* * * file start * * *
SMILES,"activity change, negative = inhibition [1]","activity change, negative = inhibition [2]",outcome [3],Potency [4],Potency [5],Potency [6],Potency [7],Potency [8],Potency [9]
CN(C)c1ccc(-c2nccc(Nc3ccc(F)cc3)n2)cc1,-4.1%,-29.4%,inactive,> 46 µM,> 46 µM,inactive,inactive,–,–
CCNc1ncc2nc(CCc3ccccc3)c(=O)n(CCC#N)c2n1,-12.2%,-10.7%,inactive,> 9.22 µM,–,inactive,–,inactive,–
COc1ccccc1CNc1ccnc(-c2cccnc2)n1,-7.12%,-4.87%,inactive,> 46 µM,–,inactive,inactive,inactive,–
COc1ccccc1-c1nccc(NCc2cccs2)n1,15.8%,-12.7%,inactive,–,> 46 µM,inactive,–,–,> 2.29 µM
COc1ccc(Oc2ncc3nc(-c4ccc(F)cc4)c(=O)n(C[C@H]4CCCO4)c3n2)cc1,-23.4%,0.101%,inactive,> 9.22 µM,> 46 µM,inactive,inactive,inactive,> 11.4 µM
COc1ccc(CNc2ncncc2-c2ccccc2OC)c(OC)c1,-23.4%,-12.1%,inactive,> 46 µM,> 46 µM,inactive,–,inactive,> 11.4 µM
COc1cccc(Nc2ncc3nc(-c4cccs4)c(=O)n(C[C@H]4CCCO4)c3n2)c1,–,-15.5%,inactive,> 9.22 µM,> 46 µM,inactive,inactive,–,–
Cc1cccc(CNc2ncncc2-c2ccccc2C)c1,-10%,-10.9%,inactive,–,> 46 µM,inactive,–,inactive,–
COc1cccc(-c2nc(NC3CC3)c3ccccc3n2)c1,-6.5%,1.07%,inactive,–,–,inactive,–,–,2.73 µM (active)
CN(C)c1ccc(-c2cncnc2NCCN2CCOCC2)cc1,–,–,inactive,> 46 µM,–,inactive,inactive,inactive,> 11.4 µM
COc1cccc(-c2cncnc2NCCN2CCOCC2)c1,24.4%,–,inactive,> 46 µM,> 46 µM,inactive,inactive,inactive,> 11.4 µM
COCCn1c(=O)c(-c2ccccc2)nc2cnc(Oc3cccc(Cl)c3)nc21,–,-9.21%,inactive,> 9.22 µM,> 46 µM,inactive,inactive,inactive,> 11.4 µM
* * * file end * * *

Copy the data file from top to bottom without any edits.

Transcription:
SMILES,"activity change, negative = inhibition [1]","activity change, negative = inhibition [2]",outcome [3],Potency [4],Potency [5],Potency [6],Potency [7],Potency [8],Potency [9]
CN(C)c1ccc(-c2nccc(Nc3ccc(F)cc3)n2)cc1,-4.1%,-29.4%,inactive,> 46 µM,> 46 µM,inactive,inactive,–,–
CCNc1ncc2nc(CCc3ccccc3)c(=O)n(CCC#N)c2n1,-12.2%,-10.7%,inactive,> 9.22 µM,–,inactive,–,inactive,–
COc1ccccc1CNc1ccnc(-c2cccnc2)n1,-7.12%,-4.87%,inactive,> 46 µM,–,inactive,inactive,inactive,–
COc1ccccc1-c1nccc(NCc2cccs2)n1,15.8%,-12.7%,inactive,–,> 46 µM,inactive,–,–,> 2.29 µM
COc1ccc(Oc2ncc3nc(-c4ccc(F)cc4)c(=O)n(C[C@H]4CCCO4)c3n2)cc1,-23.4%,0.101%,inactive,> 9.22 µM,> 46 µM,inactive,inactive,inactive,> 11.4 µM
COc1ccc(CNc2ncncc2-c2ccccc2OC)c(OC)c1,-23.4%,-12.1%,inactive,> 46 µM,> 46 µM,inactive,–,inactive,> 11.4 µM
COc1cccc(Nc2ncc3nc(-c4cccs4)c(=O)n(C[C@H]4CCCO4)c3n2)c1,–,-15.5%,inactive,> 9.22 µM,> 46 µM,inactive,inactive,–,–
Cc1cccc(CNc2ncncc2-c2ccccc2C)c1,-10%,-10.9%,inactive,–,> 46 µM,inactive,–,inactive,–
COc1cccc(-c2nc(NC3CC3)c3ccccc3n2)c1,-6.5%,1.07%,inactive,–,–,inactive,–,–,2.73 µM (active)
CN(C)c1ccc(-c2cncnc2NCCN2CCOCC2)cc1,–,–,inactive,> 46 µM,–,inactive,inactive,inactive,> 11.4 µM
COc1cccc(-c2cncnc2NCCN2CCOCC2)c1,24.4%,–,inactive,> 46 µM,> 46 µM,inactive,inactive,inactive,> 11.4 µM
COCCn1c(=O)c(-c2ccccc2)nc2cnc(Oc3cccc(Cl)c3)nc21,–,-9.21%,inactive,> 9.22 µM,> 46 µM,inactive,inactive,inactive,> 11.4 µM